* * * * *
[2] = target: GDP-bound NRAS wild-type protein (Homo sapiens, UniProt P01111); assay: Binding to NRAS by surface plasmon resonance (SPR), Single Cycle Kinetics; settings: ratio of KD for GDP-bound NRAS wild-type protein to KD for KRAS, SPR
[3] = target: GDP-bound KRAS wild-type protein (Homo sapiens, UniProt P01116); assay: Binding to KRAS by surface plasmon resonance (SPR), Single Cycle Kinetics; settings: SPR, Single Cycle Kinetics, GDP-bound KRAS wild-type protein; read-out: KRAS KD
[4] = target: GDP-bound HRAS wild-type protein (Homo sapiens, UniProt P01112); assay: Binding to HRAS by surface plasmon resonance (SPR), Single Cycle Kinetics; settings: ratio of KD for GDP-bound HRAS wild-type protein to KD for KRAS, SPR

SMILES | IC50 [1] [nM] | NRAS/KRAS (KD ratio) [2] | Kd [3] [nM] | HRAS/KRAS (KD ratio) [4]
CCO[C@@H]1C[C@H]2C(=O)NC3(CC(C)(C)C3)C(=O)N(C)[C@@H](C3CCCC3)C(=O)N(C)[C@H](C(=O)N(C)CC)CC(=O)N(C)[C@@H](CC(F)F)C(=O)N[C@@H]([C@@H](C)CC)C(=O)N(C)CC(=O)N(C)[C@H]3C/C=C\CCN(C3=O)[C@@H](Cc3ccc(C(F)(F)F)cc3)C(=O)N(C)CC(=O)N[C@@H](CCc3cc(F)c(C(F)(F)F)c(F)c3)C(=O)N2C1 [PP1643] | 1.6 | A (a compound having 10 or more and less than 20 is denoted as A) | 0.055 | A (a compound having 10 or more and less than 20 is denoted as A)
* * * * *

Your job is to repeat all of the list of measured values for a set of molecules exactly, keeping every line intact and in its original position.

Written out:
[2] = target: GDP-bound NRAS wild-type protein (Homo sapiens, UniProt P01111); assay: Binding to NRAS by surface plasmon resonance (SPR), Single Cycle Kinetics; settings: ratio of KD for GDP-bound NRAS wild-type protein to KD for KRAS, SPR
[3] = target: GDP-bound KRAS wild-type protein (Homo sapiens, UniProt P01116); assay: Binding to KRAS by surface plasmon resonance (SPR), Single Cycle Kinetics; settings: SPR, Single Cycle Kinetics, GDP-bound KRAS wild-type protein; read-out: KRAS KD
[4] = target: GDP-bound HRAS wild-type protein (Homo sapiens, UniProt P01112); assay: Binding to HRAS by surface plasmon resonance (SPR), Single Cycle Kinetics; settings: ratio of KD for GDP-bound HRAS wild-type protein to KD for KRAS, SPR

SMILES | IC50 [1] [nM] | NRAS/KRAS (KD ratio) [2] | Kd [3] [nM] | HRAS/KRAS (KD ratio) [4]
CCO[C@@H]1C[C@H]2C(=O)NC3(CC(C)(C)C3)C(=O)N(C)[C@@H](C3CCCC3)C(=O)N(C)[C@H](C(=O)N(C)CC)CC(=O)N(C)[C@@H](CC(F)F)C(=O)N[C@@H]([C@@H](C)CC)C(=O)N(C)CC(=O)N(C)[C@H]3C/C=C\CCN(C3=O)[C@@H](Cc3ccc(C(F)(F)F)cc3)C(=O)N(C)CC(=O)N[C@@H](CCc3cc(F)c(C(F)(F)F)c(F)c3)C(=O)N2C1 [PP1643] | 1.6 | A (a compound having 10 or more and less than 20 is denoted as A) | 0.055 | A (a compound having 10 or more and less than 20 is denoted as A)